BIGGS v. The STATE.
-- January 31, 2013
Christopher Gordon Paul, Cartersville, for Appellant.Thomas Joseph Campbell, Calhoun, Jana Willingham Allen, Rosemary M. Greene, for Appellee.
Pursuant to the grant of an out-of-time appeal, Joey Biggs appeals from the denial of his motion to withdraw a guilty plea. Biggs claims that his post-conviction counsel was ineffective at the hearing on the motion to withdraw.
But he never raised that claim in the trial court. A claim of ineffectiveness must be raised at the earliest practical moment. And because Biggs was represented by his present counsel when the out-of-time appeal was granted, he was required to file a second motion to withdraw his guilty plea in order to raise that claim at the earliest practical moment. Because he did not do so, the claim is barred; and we must affirm.
The record shows that on June 23, 2008, Biggs, with the assistance of counsel, pled guilty to the offenses of aggravated assault, possession of a knife during the commission of a crime, false imprisonment, battery and obstruction of an emergency telephone call. Biggs filed a timely motion to withdraw his guilty plea. Following a hearing, at which Biggs was represented by new post-conviction counsel, the trial court denied the motion to withdraw. Several days after the time for filing a direct appeal from that denial had passed, a third attorney was appointed to represent Biggs. That attorney, current appellate counsel, filed a motion for an out-of-time appeal, which the trial court granted. Current appellate counsel did not then file a motion challenging the effectiveness of Biggs' first post-conviction counsel, and instead immediately filed a notice of appeal to this court.
On appeal, Biggs claims for the first time that his first post-conviction counsel rendered ineffective assistance at the motion to withdraw hearing and requests that we remand the case to the trial court for a new hearing on his motion to withdraw. However, as fully explained in the similar case of Dawson v. State, 302 Ga.App. 842, 691 S.E.2d 886 (2010), this ineffective assistance claim is procedurally barred because Biggs, who had the opportunity to raise it in the trial court, failed to do so.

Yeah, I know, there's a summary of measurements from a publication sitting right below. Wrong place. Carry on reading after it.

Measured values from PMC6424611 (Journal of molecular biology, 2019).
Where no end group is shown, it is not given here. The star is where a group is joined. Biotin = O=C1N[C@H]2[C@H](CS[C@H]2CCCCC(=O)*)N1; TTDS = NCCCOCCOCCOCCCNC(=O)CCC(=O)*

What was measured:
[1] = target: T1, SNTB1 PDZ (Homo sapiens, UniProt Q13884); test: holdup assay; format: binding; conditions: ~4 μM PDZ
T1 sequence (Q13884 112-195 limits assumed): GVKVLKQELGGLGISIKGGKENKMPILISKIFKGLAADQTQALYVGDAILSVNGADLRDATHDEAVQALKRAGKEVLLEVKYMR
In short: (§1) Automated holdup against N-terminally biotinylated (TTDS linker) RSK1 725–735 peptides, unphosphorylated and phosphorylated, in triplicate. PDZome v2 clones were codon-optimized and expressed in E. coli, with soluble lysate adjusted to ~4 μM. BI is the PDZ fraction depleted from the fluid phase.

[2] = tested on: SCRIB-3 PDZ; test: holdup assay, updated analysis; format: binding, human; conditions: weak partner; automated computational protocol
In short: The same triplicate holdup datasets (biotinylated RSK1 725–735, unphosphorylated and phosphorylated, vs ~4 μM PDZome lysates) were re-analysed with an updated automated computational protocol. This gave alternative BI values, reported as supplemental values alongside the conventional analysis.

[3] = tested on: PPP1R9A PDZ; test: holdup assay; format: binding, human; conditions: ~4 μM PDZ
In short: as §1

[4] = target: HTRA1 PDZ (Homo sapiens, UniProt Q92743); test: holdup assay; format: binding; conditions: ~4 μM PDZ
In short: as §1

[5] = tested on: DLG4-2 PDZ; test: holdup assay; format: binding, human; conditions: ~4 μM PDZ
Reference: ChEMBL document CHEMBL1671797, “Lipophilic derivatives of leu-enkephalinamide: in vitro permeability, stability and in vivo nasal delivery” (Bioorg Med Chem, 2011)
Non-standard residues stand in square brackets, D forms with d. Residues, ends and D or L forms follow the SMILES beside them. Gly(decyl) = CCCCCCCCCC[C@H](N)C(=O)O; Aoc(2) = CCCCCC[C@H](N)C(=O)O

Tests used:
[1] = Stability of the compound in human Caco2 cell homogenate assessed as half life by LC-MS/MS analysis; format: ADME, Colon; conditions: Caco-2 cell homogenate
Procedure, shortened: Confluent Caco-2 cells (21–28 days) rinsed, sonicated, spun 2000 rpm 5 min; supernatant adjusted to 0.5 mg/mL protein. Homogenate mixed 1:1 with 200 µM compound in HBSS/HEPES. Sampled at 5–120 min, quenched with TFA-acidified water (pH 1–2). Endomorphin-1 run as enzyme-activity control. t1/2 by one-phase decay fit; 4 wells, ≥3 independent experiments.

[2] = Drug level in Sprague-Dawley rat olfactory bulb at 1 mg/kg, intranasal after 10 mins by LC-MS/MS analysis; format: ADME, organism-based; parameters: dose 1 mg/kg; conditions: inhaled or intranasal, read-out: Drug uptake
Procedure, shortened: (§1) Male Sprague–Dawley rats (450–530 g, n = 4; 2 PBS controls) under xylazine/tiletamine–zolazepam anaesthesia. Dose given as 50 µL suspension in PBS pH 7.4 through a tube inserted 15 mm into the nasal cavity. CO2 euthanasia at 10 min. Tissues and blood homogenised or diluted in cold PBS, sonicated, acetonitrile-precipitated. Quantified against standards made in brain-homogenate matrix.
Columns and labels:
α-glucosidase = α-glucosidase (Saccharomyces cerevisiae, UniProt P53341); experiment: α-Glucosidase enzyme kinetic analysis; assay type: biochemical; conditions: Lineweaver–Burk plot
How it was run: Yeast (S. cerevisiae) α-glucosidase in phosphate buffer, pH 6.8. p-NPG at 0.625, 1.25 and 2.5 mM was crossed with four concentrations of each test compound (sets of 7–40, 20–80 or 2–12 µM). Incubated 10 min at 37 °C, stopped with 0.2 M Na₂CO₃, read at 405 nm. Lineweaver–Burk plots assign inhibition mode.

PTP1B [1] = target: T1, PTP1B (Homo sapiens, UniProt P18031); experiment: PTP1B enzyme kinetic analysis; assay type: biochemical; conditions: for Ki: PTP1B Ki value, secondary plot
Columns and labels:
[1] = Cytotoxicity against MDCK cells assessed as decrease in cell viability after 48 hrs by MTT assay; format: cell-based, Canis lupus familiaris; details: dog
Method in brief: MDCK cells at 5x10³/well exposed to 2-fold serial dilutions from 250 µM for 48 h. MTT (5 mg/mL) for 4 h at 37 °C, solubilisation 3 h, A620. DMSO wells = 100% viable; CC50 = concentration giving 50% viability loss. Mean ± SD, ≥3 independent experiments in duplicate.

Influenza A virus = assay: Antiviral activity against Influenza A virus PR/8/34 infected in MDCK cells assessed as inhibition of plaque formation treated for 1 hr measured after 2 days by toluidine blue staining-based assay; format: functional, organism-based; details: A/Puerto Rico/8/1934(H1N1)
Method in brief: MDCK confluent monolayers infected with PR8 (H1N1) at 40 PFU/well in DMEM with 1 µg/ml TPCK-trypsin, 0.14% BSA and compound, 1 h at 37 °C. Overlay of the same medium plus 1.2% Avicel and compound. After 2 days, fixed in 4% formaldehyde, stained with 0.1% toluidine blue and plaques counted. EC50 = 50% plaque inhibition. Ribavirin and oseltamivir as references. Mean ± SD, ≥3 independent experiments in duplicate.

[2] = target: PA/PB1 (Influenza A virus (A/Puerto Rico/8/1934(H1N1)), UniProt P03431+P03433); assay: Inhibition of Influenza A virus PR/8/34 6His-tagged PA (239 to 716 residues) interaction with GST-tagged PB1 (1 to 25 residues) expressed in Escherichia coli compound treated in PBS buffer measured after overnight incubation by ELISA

Generally, a claim of ineffectiveness must be asserted at the earliest practicable moment and, when it is not, the claim is waived and thus procedurally barred. And the grant of an out-of-time appeal should be seen as permission to pursue the post-conviction remedies which would be available at the same time as a direct appeal and constitutes permission to pursue appropriate post-conviction remedies. Applying both of the above-stated principles to a claim of ineffective assistance of counsel asserted for the first time after the grant of an out-of-time appeal, our Supreme Court has held that the claim is procedurally barred unless the defendant's appellate counsel files a motion in the trial court raising the ineffectiveness claim after the out-of-time appeal has been granted. This is true regardless of whether, in this case, a motion to withdraw a guilty plea had previously been denied by the trial court prior to the grant of the out-of-time appeal․ In accordance with [the] case law, [Biggs] was required to assert his claim of ineffective assistance of post-conviction counsel at the earliest opportunity, and was further required to file a second motion to withdraw the guilty plea after being granted an out-of-time appeal. Because his current appellate counsel was appointed [before] the grant of the out-of-time appeal [and] prior to the filing of the notice of appeal, the earliest opportunity in which [Biggs] could have raised a claim of ineffective assistance of post-conviction counsel would have been in a second motion to withdraw the guilty plea. Thus, under the dictates set forth by our Supreme Court, [Biggs'] claim is barred and may only be addressed in a habeas corpus proceeding.
(Citations and punctuation omitted.) Dawson, supra at 843–844, 691 S.E.2d 886.
Accordingly, because the ineffectiveness claim is not properly before us, Biggs has shown no basis for reversing the judgment of the trial court.
BARNES, P.J., and McMILLIAN, J., concur.